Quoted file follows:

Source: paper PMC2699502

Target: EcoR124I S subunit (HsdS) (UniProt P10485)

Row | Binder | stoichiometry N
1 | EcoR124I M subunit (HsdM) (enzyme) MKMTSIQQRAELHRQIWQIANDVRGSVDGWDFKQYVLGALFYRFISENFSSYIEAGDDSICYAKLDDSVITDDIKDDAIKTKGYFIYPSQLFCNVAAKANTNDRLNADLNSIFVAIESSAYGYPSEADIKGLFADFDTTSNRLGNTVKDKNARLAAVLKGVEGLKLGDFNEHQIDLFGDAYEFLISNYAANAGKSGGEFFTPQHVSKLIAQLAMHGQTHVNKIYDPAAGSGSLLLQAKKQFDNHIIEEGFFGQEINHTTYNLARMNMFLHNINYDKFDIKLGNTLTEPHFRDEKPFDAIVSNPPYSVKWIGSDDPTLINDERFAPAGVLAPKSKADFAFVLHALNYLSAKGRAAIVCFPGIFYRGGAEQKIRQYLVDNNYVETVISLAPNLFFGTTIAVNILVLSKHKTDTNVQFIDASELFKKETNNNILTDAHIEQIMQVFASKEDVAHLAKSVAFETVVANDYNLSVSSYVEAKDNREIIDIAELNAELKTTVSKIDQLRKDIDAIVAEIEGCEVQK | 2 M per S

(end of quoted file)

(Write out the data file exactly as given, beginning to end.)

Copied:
Source: paper PMC2699502

Target: EcoR124I S subunit (HsdS) (UniProt P10485)

Row | Binder | stoichiometry N
1 | EcoR124I M subunit (HsdM) (enzyme) MKMTSIQQRAELHRQIWQIANDVRGSVDGWDFKQYVLGALFYRFISENFSSYIEAGDDSICYAKLDDSVITDDIKDDAIKTKGYFIYPSQLFCNVAAKANTNDRLNADLNSIFVAIESSAYGYPSEADIKGLFADFDTTSNRLGNTVKDKNARLAAVLKGVEGLKLGDFNEHQIDLFGDAYEFLISNYAANAGKSGGEFFTPQHVSKLIAQLAMHGQTHVNKIYDPAAGSGSLLLQAKKQFDNHIIEEGFFGQEINHTTYNLARMNMFLHNINYDKFDIKLGNTLTEPHFRDEKPFDAIVSNPPYSVKWIGSDDPTLINDERFAPAGVLAPKSKADFAFVLHALNYLSAKGRAAIVCFPGIFYRGGAEQKIRQYLVDNNYVETVISLAPNLFFGTTIAVNILVLSKHKTDTNVQFIDASELFKKETNNNILTDAHIEQIMQVFASKEDVAHLAKSVAFETVVANDYNLSVSSYVEAKDNREIIDIAELNAELKTTVSKIDQLRKDIDAIVAEIEGCEVQK | 2 M per S